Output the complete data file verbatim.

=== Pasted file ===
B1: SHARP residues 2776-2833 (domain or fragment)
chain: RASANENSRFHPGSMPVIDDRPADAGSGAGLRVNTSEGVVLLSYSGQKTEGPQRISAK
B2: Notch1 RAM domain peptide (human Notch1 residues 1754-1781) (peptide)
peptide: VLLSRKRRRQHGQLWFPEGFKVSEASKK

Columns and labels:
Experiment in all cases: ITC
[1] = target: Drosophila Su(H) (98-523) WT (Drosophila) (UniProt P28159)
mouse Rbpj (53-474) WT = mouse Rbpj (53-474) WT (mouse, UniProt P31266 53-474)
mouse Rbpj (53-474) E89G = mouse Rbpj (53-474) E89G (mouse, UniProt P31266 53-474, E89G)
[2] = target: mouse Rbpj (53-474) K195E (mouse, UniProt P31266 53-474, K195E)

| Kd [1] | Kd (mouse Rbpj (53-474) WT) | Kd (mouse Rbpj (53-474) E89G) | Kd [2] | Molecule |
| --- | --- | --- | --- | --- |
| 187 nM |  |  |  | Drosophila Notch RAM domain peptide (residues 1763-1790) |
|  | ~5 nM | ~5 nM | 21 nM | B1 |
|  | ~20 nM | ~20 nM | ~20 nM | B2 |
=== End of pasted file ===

B1: SHARP residues 2776-2833 (domain or fragment)
chain: RASANENSRFHPGSMPVIDDRPADAGSGAGLRVNTSEGVVLLSYSGQKTEGPQRISAK
B2: Notch1 RAM domain peptide (human Notch1 residues 1754-1781) (peptide)
peptide: VLLSRKRRRQHGQLWFPEGFKVSEASKK

Columns and labels:
Experiment in all cases: ITC
[1] = target: Drosophila Su(H) (98-523) WT (Drosophila) (UniProt P28159)
mouse Rbpj (53-474) WT = mouse Rbpj (53-474) WT (mouse, UniProt P31266 53-474)
mouse Rbpj (53-474) E89G = mouse Rbpj (53-474) E89G (mouse, UniProt P31266 53-474, E89G)
[2] = target: mouse Rbpj (53-474) K195E (mouse, UniProt P31266 53-474, K195E)

| Kd [1] | Kd (mouse Rbpj (53-474) WT) | Kd (mouse Rbpj (53-474) E89G) | Kd [2] | Molecule |
| --- | --- | --- | --- | --- |
| 187 nM |  |  |  | Drosophila Notch RAM domain peptide (residues 1763-1790) |
|  | ~5 nM | ~5 nM | 21 nM | B1 |
|  | ~20 nM | ~20 nM | ~20 nM | B2 |